CBC’s Anna Maria Tremonti inspires King’s journalism students during campus visit

CBC's Anna Maria Tremonti inspires King's journalism students during campus visit

Anna Maria Tremonti, host of the CBC Radio One’s The Current, stopped by the King’s Journalism School today to talk with students. In a question-and-answer session, she shared personal stories from her early days as a local journalist in New Glasgow, N.S. to becoming a foreign correspondent and now host of a daily radio current affairs program.

The advice she imparted ranged from pragmatic to esoteric. Here are seven highlights:

  1. “Get the microphone in with the chickens.” As it pertains to audio—and coincidentally she was speaking on World Radio Day (Feb. 13)—she emphasized the importance of recording ambient sound when you’re in the field to help set a scene.
  2. “Listen.” Anna Maria shared that she might have 15 to 20 questions prepared in advance, but once an interview begins they usually don’t flow sequentially. Take your cues from the people you’re interviewing. Research, she said, is also essential. Knowing what you want to get out of your sources will inform what questions you ask.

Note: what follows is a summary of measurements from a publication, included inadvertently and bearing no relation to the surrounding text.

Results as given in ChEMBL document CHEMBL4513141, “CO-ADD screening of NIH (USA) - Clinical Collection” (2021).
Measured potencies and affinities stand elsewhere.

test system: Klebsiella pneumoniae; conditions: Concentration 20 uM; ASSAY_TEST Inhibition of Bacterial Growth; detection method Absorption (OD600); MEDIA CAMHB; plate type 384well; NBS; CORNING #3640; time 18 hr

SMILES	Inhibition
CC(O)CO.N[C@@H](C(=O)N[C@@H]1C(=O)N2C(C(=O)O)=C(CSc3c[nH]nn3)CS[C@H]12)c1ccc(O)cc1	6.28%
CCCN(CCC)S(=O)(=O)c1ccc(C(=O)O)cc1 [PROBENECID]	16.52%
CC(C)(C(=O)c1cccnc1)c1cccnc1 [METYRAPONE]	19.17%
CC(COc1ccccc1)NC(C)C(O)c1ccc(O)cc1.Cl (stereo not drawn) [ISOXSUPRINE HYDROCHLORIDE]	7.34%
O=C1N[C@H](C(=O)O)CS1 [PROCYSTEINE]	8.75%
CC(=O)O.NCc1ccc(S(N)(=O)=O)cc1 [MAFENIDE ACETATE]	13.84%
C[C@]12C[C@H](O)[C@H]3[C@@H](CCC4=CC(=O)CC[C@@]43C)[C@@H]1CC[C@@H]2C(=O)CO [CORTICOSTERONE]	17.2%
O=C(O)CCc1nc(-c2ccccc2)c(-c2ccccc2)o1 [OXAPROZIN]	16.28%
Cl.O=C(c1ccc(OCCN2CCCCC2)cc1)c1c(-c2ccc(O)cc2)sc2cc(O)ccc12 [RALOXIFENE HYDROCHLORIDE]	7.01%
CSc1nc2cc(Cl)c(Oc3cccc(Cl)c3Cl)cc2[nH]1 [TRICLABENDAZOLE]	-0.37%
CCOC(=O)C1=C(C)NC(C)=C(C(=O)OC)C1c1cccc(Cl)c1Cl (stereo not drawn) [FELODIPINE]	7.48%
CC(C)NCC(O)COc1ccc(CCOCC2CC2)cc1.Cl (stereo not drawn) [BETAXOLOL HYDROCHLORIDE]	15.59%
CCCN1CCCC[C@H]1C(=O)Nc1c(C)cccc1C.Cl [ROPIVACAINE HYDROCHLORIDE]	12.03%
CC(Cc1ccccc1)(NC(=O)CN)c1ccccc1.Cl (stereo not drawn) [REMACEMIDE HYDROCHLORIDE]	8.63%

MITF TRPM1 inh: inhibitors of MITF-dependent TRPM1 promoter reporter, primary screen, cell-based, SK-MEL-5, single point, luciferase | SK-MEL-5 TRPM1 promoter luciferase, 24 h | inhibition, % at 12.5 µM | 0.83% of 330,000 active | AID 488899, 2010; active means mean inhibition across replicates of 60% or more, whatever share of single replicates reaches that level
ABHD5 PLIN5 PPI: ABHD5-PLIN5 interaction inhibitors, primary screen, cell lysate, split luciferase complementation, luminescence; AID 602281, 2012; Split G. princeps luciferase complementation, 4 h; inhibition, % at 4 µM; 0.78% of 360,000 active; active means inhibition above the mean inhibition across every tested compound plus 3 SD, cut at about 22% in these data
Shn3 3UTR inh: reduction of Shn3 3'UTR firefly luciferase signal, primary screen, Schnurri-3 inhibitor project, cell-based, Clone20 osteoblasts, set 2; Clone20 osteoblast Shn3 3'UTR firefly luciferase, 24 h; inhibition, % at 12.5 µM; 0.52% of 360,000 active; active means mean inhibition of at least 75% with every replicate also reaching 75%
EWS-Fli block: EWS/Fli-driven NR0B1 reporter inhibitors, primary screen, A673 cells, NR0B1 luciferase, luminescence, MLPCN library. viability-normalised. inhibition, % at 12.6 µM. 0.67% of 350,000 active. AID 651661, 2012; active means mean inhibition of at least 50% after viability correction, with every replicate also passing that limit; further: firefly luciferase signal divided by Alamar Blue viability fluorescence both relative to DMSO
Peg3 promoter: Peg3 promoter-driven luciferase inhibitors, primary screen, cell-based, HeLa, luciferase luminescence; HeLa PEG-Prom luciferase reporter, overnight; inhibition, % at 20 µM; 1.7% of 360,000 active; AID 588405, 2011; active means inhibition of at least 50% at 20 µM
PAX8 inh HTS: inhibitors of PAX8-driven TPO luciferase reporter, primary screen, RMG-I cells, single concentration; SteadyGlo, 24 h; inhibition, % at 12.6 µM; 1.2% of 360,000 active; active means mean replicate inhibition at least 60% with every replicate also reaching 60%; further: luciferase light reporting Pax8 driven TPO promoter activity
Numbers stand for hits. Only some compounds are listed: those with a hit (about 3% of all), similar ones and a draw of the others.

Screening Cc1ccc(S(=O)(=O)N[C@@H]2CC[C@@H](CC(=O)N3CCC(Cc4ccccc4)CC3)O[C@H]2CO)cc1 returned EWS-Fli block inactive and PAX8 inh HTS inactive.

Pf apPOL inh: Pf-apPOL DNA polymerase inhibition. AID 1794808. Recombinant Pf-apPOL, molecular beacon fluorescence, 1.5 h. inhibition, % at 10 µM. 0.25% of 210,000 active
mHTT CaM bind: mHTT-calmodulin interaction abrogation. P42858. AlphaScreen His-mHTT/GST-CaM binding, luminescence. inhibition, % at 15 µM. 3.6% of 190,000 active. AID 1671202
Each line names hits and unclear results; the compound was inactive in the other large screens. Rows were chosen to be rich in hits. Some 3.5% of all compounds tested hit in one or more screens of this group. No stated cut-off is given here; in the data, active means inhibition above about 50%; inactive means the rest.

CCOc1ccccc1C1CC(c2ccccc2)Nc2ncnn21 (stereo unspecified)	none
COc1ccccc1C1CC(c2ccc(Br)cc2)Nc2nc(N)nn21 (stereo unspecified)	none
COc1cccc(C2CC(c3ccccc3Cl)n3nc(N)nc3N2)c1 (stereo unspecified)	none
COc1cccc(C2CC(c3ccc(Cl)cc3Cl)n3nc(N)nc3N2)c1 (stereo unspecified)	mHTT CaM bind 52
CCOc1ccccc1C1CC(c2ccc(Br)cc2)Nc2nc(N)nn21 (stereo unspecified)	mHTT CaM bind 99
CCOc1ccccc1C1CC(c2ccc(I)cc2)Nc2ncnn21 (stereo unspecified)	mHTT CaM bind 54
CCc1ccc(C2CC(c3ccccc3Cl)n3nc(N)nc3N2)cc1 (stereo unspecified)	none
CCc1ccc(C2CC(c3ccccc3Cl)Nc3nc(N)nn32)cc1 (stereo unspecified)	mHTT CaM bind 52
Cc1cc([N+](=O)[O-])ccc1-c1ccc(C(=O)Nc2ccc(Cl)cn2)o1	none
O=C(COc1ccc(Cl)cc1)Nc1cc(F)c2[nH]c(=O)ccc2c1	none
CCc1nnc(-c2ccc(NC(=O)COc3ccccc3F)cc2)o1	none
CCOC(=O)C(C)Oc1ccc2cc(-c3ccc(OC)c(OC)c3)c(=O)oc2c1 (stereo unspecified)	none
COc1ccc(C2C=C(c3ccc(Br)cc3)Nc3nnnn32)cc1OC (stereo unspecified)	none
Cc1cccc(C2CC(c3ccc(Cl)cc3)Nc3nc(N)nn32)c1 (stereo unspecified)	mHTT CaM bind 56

3. “Stay in the zone,” during interviews, she advised. Don’t think about other things, just know that person.
  4. “Give people space,” during interviews, especially those who’ve been through trauma. Allow for silent moments.
  5. “Get peoples’ phone numbers or emails” after you interview them, in case you have follow-up questions.
  6. “Try to understand where you are (geographically).” Anna Maria shared that when she lived in Jerusalem she did this by spending time at the local market and talking to people like the rug vendor and youth. When living in Berlin, she got to know the city by reading books—fiction and non-fiction. “Try to see places through the literary culture. At times novelists grab the zeitgeist of a country in ways a journalist won’t,” Anna Maria said.
  7. “Sit in someone’s living room.” It will always be different than emailing or phoning.

King’s is grateful to Anna Maria for her time and insights.

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